A judge in New York says that the appropriation artist’s New Portraits series doesn’t change enough to keep him from being sued.
For his Instagram-sourced New Portraits series, a collection of images that he appropriated from users on the platform and printed on canvas, a Manhattan judge has refused to throw out two long-running copyright lawsuits against the artist Richard Prince. Courthouse News first reported the decision, which is part of a larger shift in regulatory control over digital copyright, from non-fungible tokens to the legislative Wild West of AI.
After Prince moved for a summary judgment in two New York cases brought by photographers whose original images were featured in the series, US District Judge Sidney Stein signed a consolidated ruling on May 12.
The principal claim, got 2016 by Donald Graham, blamed Sovereign for disregarding the copyright on his 1998 photo, Rastafarian Smoking a Joint. The subsequent suit, likewise documented in 2016, by Eric McNatt, concerns Ruler’s utilization of his representation of Kim Gordon, fellow benefactor of the band Sonic Youth, which initially was appointed for Paper magazine in 2014. In the spring of 2015, Prince exhibited Gordon’s appropriated portrait at the Tokyo location of Blume & Poe Gallery.
The claims made by both photographers are analogous to Prince’s intellectual property lawsuit against photographer Patrick Cariou. In 2007, Prince used Cariou’s photographs of Jamaica’s remote mountains and villages as the basis for a series of visual superimpositions. In 2013, New York’s Subsequent Circuit administered in support of Sovereign, qualifying his utilization of Cariou’s photos as “extraordinary use”.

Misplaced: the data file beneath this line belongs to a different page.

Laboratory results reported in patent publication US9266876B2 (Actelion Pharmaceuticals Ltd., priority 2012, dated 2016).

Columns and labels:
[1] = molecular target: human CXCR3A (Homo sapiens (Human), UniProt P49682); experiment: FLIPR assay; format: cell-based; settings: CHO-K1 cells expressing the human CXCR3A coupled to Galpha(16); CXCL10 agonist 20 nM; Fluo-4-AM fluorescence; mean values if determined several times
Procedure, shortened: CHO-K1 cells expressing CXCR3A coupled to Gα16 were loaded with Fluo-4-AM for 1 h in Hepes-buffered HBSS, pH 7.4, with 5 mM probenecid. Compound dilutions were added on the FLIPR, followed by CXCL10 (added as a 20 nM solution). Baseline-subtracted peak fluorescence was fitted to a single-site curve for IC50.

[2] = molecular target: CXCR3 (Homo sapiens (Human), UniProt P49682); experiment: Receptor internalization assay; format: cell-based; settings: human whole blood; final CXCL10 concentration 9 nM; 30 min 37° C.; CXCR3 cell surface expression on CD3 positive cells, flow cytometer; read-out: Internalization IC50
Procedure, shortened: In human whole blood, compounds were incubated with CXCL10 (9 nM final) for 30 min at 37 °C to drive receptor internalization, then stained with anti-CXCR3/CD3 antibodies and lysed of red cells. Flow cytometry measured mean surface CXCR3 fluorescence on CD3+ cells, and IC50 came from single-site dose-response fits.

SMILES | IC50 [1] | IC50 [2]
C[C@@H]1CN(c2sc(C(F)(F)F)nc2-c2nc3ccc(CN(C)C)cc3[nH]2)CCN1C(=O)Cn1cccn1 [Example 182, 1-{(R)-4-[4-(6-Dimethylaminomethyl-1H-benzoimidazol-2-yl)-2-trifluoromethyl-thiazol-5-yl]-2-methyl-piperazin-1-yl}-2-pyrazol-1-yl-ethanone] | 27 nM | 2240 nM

However, according to Judge Stein, Prince had not sufficiently altered his New Portraits to match that precedent.
Judge Stein wrote, “In the end, this Court comes to the conclusion that Prince’s alterations have merely modified the originals without being transformative.” Prince did not attempt to obscure the plaintiffs’ photographs or use them as raw material for a collage. The addition of the Instagram frame and the display of Prince’s own comments are likely to be Prince’s alterations, according to reasonable observers. In the Cariou and Blanch cases, alterations that were found to be transformative as a matter of law pale in comparison to these modifications.
Prince argued that “in the art context, the transformativeness of a work should be assessed through the lens of the person who has a general interest in and appreciation of…the arts” in his motion to dismiss the lawsuits. In the end, Judge Stein agreed with the plaintiffs’ claim that the work did not fulfill the satirical or social commentary requirements to legally qualify for fair or transformative use.
The adjudicator’s decision implies the photographic artists’ claims against Sovereign will proceed.
Source – theartnewspaper